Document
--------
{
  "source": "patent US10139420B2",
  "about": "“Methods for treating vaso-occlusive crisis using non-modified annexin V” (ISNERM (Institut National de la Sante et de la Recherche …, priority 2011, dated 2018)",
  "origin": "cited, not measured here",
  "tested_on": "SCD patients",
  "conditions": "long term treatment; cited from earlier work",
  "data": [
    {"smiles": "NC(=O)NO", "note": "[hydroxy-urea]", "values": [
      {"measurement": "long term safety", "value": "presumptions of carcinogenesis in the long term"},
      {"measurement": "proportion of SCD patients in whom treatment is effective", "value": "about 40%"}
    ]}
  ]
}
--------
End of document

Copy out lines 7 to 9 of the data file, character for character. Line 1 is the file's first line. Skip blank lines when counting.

  "data": [
    {"smiles": "NC(=O)NO", "note": "[hydroxy-urea]", "values": [
      {"measurement": "long term safety", "value": "presumptions of carcinogenesis in the long term"},